I can also identify with another character who will always be associated with Frank Miller: Daredevil, the Man Without Fear.

Perhaps the most memorable Frank Miller Daredevil story is a standalone issue that can be read and appreciated by someone who knows absolutely nothing about costumed hero Daredevil and his alter ago, blind lawyer Matt Murdock. One author provides this summary of Daredevil issue #219:

"You may have noticed that, not only does Matt Murdock not appear in his Daredevil suit at any point in this issue (other than on the cover), but that he also doesn’t speak a word. It's an interesting choice by Miller, but one that really works. It strips Matt Murdock down to basics. He's a good man who doesn't like to see criminals get away with it. He's more like a force of nature in this issue, moving through the town, either giving bad people serious beat downs, or inspiring others to stand up to them."

Here is another take on Daredevil issue #219 (John Buscema did the artwork, while Miller wrote the story):

"Good guys have a tough time in Miller's (and Buscema’s) world. To save their home from itself, superheroes and other morally upright men and women tend to lose almost everything dear when Miller gets his hand on their lives. Until Miller grabbed control of the title, Daredevil couldn't attain the level of success--almost to the verge of cancellation, being seen as just another costumed vigilante not as cool as Spider-Man or the X-Men.  Daredevil retains his A-list Marvel status today because of Miller back in the 1980s, but oh my goodness did Miller wreck Murdock's life.  In a weird way, Miller saved Daredevil's life by destroying it."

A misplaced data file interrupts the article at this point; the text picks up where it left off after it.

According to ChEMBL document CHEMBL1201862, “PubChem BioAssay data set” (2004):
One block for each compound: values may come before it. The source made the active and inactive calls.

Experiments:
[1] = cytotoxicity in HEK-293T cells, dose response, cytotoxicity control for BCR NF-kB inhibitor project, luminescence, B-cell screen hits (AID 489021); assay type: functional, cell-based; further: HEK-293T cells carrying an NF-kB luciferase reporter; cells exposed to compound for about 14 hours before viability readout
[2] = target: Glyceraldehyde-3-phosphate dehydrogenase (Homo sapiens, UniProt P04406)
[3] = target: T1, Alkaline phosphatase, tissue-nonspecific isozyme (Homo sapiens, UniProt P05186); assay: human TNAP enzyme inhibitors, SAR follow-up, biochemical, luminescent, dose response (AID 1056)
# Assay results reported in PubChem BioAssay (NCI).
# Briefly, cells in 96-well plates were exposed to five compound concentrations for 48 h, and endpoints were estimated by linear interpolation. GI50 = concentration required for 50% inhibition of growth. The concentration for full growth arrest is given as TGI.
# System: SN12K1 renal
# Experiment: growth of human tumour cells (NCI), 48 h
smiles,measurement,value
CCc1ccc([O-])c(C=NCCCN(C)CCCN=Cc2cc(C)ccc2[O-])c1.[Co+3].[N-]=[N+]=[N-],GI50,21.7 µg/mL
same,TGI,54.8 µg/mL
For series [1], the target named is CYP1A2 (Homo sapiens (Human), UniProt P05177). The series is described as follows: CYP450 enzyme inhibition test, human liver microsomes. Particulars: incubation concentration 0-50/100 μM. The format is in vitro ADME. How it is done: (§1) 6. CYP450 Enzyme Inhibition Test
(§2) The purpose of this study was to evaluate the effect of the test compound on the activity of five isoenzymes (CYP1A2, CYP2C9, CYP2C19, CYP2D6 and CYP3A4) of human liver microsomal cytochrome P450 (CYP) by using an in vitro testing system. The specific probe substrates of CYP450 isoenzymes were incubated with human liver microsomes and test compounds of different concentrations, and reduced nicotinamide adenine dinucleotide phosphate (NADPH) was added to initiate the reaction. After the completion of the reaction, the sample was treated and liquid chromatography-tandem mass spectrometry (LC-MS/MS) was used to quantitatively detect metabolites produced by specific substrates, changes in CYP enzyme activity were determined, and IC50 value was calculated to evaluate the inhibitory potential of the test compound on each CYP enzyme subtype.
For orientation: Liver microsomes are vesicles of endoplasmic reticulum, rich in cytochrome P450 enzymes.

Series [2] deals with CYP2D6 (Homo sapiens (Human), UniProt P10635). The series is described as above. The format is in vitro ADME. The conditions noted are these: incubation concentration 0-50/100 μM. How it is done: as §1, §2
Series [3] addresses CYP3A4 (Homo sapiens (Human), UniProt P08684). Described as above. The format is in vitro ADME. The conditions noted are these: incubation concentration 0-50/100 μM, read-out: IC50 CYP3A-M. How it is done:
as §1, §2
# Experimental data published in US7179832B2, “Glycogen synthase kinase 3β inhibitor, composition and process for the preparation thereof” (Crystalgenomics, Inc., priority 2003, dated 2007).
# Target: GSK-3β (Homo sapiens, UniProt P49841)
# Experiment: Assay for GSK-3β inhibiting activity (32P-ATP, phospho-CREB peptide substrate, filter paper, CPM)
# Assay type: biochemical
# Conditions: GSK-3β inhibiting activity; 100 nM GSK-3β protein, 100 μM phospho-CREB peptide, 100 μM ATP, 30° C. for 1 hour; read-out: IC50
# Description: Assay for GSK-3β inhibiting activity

Daredevil is not who he is because of a costume or because of the billy club he carries. Daredevil is a symbol that only has meaning and power because of Matt Murdock's courage and strength of character.

Miller did some of his best work when he wrote the "Born Again" series of Daredevil issues (#s 227-233). The "Born Again" series intimately incorporates Christian themes and images but its message is universal. Don't be fooled because the story is told in comic book format; the "Born Again" series is as  powerful and meaningful as anything that can be found in "conventional" literature.

"Born Again" addresses many timeless themes but one has stuck with me the most. What does a good, upright man do when the woman he loves betrays him and sets in motion a series of events that could have destroyed a lesser man? If you're Matt Murdock, you hug Karen Page, tell her that you lost "Nothing" (even though you lost everything) and you nurse her back to spiritual, psychological and physical health. The image of Miller's words and Mazzuchelli's art is forever burned into my mind and with each passing year it resonates more profoundly with me as my life experience deepens:



Miller's fictional worlds are often dark but this particular storyline concluded on a cautiously upbeat note:


Murdock and Page are together again. Murdock notes that he lives in Hell's Kitchen and does his best to "keep it clean," adding, "That's all you need to know." If you've read enough of Miller's work--or lived a long enough life--you know that Hell's Kitchen will never be completely clean and Murdock and Page will not always be together, but you also know that Murdock is a good man who can be beaten but never broken. He is not Superman but he is the ultimate hero, a lawyer/warrior who protects the innocent and brings the guilty to justice.